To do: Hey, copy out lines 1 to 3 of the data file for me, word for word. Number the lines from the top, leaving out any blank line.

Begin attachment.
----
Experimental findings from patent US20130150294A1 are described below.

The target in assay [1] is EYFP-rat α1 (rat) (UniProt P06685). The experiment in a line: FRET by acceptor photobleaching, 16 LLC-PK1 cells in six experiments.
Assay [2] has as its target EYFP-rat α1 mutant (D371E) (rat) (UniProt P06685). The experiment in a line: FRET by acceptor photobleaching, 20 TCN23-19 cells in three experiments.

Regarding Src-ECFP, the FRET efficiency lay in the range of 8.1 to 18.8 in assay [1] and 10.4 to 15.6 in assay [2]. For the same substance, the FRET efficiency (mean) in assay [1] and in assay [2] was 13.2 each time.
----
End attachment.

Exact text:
Experimental findings from patent US20130150294A1 are described below.

The target in assay [1] is EYFP-rat α1 (rat) (UniProt P06685). The experiment in a line: FRET by acceptor photobleaching, 16 LLC-PK1 cells in six experiments.
Assay [2] has as its target EYFP-rat α1 mutant (D371E) (rat) (UniProt P06685). The experiment in a line: FRET by acceptor photobleaching, 20 TCN23-19 cells in three experiments.